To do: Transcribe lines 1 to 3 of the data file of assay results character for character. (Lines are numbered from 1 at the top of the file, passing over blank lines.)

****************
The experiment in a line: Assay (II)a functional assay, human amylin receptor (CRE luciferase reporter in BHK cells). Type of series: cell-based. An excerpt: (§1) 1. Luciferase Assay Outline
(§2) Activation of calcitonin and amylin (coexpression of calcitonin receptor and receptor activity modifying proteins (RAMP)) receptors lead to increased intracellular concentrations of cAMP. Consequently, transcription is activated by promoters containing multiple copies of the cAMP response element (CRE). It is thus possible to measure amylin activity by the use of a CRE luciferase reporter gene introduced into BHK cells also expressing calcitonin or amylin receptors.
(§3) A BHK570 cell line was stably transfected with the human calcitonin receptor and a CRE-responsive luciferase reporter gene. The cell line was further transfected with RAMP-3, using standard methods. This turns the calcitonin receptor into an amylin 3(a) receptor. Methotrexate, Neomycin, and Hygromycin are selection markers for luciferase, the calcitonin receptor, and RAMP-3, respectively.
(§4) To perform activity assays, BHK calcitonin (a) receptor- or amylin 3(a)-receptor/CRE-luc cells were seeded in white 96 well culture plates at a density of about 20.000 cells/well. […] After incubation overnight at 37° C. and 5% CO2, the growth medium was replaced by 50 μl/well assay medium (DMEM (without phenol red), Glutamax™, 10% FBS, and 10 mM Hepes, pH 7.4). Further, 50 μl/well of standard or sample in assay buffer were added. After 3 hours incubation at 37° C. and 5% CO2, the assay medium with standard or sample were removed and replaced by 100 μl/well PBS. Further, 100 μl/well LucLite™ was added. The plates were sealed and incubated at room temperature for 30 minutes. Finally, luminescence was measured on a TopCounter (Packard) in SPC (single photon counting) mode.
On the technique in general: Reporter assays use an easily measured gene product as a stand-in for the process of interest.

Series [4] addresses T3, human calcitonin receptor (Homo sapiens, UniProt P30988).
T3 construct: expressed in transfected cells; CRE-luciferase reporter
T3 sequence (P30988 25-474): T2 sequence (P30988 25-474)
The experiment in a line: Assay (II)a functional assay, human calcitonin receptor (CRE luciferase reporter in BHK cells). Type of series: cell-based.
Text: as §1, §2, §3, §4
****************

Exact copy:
The experiment in a line: Assay (II)a functional assay, human amylin receptor (CRE luciferase reporter in BHK cells). Type of series: cell-based. An excerpt: (§1) 1. Luciferase Assay Outline
(§2) Activation of calcitonin and amylin (coexpression of calcitonin receptor and receptor activity modifying proteins (RAMP)) receptors lead to increased intracellular concentrations of cAMP. Consequently, transcription is activated by promoters containing multiple copies of the cAMP response element (CRE). It is thus possible to measure amylin activity by the use of a CRE luciferase reporter gene introduced into BHK cells also expressing calcitonin or amylin receptors.
(§3) A BHK570 cell line was stably transfected with the human calcitonin receptor and a CRE-responsive luciferase reporter gene. The cell line was further transfected with RAMP-3, using standard methods. This turns the calcitonin receptor into an amylin 3(a) receptor. Methotrexate, Neomycin, and Hygromycin are selection markers for luciferase, the calcitonin receptor, and RAMP-3, respectively.